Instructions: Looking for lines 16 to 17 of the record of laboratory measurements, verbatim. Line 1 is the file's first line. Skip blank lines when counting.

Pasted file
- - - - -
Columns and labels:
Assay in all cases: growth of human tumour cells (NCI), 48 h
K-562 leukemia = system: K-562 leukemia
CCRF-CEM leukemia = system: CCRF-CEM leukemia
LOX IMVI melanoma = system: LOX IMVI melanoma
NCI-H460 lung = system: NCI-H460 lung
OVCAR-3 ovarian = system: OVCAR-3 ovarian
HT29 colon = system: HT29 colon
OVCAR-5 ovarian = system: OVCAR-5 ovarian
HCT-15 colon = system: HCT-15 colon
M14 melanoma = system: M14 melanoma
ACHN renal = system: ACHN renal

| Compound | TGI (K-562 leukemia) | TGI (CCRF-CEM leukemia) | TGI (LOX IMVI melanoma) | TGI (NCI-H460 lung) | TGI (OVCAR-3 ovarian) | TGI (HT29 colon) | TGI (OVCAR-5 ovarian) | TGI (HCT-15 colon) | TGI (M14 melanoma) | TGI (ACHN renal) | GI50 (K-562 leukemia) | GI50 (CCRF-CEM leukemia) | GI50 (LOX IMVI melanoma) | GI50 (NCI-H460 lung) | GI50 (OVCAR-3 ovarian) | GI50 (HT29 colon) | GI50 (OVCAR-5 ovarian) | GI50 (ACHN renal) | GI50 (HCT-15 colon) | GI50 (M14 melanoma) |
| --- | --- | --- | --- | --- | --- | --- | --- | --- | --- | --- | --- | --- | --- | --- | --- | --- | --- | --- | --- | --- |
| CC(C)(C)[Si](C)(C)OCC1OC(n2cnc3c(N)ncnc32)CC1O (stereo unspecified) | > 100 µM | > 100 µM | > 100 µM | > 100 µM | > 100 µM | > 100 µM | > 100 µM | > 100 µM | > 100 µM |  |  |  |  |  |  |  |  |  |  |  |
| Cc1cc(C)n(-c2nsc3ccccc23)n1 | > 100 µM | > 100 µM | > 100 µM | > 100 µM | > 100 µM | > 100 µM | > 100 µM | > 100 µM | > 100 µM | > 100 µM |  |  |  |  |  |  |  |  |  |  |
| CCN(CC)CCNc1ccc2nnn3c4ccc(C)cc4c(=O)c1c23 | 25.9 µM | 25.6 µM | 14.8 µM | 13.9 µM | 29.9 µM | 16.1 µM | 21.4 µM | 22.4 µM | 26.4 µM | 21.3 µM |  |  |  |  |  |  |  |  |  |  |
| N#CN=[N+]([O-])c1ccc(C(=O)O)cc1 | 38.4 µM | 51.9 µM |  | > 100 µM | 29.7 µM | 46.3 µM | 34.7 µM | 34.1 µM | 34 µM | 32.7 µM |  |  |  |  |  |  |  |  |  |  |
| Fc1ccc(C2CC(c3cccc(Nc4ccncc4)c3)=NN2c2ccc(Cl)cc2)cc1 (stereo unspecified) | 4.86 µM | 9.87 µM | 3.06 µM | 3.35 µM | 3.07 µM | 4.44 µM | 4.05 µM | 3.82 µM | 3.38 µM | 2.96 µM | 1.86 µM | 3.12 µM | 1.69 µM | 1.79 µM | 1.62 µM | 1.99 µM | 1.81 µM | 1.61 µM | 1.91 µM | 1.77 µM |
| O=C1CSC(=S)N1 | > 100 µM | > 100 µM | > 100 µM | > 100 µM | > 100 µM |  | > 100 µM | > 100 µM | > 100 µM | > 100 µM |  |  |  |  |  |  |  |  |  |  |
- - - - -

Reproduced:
| Cc1cc(C)n(-c2nsc3ccccc23)n1 | > 100 µM | > 100 µM | > 100 µM | > 100 µM | > 100 µM | > 100 µM | > 100 µM | > 100 µM | > 100 µM | > 100 µM |  |  |  |  |  |  |  |  |  |  |
| CCN(CC)CCNc1ccc2nnn3c4ccc(C)cc4c(=O)c1c23 | 25.9 µM | 25.6 µM | 14.8 µM | 13.9 µM | 29.9 µM | 16.1 µM | 21.4 µM | 22.4 µM | 26.4 µM | 21.3 µM |  |  |  |  |  |  |  |  |  |  |